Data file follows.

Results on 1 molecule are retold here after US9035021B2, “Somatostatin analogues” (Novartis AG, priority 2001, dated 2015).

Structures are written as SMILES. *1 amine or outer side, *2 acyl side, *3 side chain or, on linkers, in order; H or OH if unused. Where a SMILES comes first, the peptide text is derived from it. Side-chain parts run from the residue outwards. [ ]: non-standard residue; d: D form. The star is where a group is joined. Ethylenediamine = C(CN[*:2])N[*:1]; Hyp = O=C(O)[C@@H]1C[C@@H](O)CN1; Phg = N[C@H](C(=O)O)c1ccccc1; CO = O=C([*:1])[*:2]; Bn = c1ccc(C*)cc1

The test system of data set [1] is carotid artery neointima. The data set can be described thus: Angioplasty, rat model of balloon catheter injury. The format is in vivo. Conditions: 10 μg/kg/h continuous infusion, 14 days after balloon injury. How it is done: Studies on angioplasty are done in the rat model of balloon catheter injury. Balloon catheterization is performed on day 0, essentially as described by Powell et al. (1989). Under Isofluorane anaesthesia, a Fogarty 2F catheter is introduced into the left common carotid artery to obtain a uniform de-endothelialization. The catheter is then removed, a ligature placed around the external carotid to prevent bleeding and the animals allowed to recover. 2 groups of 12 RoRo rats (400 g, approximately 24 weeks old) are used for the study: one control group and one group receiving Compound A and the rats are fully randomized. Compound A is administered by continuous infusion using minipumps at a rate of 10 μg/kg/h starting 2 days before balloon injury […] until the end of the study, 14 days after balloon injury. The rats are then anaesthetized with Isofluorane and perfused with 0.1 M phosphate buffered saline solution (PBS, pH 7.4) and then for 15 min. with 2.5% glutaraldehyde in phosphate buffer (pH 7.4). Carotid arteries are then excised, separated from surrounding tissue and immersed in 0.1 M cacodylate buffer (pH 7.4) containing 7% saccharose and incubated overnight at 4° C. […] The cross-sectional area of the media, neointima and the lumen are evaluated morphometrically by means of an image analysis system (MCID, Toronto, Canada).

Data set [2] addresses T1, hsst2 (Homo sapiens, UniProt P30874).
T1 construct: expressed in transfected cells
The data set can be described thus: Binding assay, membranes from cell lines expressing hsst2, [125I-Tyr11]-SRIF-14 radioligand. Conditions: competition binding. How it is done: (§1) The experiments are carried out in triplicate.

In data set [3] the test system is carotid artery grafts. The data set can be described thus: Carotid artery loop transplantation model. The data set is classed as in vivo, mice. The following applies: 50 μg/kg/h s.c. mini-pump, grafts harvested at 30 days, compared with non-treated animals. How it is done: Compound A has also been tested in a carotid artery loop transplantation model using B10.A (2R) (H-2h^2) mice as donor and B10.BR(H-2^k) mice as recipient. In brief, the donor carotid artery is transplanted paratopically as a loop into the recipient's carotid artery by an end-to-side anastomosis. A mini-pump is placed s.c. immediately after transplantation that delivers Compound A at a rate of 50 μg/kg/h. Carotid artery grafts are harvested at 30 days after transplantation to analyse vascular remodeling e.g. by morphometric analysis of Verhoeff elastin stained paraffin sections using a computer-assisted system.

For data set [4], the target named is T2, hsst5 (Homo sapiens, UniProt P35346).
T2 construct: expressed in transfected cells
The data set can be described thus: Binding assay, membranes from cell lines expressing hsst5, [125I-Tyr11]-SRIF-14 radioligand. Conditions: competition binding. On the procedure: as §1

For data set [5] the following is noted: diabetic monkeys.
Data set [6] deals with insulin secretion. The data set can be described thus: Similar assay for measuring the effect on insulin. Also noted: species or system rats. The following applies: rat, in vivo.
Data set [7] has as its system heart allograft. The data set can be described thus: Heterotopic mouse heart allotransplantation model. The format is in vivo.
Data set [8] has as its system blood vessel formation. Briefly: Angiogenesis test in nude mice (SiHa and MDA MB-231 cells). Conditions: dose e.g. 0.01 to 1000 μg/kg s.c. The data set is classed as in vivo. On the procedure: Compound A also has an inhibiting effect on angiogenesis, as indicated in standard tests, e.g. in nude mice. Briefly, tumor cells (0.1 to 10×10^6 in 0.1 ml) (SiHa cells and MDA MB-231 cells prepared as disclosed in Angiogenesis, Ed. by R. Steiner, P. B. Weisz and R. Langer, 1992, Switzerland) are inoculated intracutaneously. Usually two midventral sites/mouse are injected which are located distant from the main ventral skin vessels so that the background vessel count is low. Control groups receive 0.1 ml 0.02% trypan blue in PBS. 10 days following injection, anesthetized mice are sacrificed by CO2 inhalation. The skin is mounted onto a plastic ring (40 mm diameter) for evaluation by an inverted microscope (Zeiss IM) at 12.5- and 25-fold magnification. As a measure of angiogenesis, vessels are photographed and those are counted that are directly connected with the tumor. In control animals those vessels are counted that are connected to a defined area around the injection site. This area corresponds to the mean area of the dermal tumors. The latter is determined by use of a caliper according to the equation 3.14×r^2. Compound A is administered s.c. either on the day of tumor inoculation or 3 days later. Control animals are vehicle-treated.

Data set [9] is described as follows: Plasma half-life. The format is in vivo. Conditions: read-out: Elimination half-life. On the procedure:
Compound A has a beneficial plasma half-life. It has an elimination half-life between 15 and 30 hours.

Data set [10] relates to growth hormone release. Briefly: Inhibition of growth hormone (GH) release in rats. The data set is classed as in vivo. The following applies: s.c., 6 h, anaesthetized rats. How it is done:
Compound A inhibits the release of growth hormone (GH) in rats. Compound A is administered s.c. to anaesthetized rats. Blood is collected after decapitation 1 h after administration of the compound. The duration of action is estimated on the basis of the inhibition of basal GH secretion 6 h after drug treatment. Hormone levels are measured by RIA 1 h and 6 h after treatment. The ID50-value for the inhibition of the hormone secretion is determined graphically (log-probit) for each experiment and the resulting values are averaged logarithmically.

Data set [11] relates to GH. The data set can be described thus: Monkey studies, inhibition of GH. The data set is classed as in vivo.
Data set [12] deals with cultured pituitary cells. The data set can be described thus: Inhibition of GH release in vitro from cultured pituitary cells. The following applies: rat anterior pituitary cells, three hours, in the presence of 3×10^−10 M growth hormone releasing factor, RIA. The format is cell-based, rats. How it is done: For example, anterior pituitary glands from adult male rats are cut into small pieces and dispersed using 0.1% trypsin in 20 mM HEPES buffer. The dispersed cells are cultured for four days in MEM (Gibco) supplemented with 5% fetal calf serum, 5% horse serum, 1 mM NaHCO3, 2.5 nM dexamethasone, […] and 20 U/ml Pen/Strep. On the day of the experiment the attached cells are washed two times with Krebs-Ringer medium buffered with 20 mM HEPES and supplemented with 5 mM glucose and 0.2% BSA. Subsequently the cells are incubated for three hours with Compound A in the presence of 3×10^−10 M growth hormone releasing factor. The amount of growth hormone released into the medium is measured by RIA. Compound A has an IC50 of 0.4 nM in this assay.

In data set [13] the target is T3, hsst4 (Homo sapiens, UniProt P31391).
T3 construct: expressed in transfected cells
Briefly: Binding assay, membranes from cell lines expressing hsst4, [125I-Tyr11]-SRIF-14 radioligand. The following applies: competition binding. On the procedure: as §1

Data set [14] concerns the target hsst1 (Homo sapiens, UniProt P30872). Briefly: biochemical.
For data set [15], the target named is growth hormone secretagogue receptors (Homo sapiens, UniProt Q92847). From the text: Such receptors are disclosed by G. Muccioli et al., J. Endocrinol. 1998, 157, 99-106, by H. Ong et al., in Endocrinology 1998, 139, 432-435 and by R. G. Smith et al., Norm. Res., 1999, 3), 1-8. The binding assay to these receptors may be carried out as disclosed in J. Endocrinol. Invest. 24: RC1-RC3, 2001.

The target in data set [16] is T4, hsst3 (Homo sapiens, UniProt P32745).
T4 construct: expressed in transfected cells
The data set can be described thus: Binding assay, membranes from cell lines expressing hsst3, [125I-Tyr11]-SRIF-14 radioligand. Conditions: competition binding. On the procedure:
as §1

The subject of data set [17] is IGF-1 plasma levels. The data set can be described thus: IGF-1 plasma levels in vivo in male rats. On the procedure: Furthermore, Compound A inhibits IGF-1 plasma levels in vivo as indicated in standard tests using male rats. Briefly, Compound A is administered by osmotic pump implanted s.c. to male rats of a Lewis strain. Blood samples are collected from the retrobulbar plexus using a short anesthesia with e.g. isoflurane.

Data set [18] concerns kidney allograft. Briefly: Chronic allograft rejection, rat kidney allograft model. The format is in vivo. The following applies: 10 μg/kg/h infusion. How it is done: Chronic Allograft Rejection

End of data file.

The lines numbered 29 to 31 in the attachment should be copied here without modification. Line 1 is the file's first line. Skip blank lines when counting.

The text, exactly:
as §1

The subject of data set [17] is IGF-1 plasma levels. The data set can be described thus: IGF-1 plasma levels in vivo in male rats. On the procedure: Furthermore, Compound A inhibits IGF-1 plasma levels in vivo as indicated in standard tests using male rats. Briefly, Compound A is administered by osmotic pump implanted s.c. to male rats of a Lewis strain. Blood samples are collected from the retrobulbar plexus using a short anesthesia with e.g. isoflurane.

Data set [18] concerns kidney allograft. Briefly: Chronic allograft rejection, rat kidney allograft model. The format is in vivo. The following applies: 10 μg/kg/h infusion. How it is done: Chronic Allograft Rejection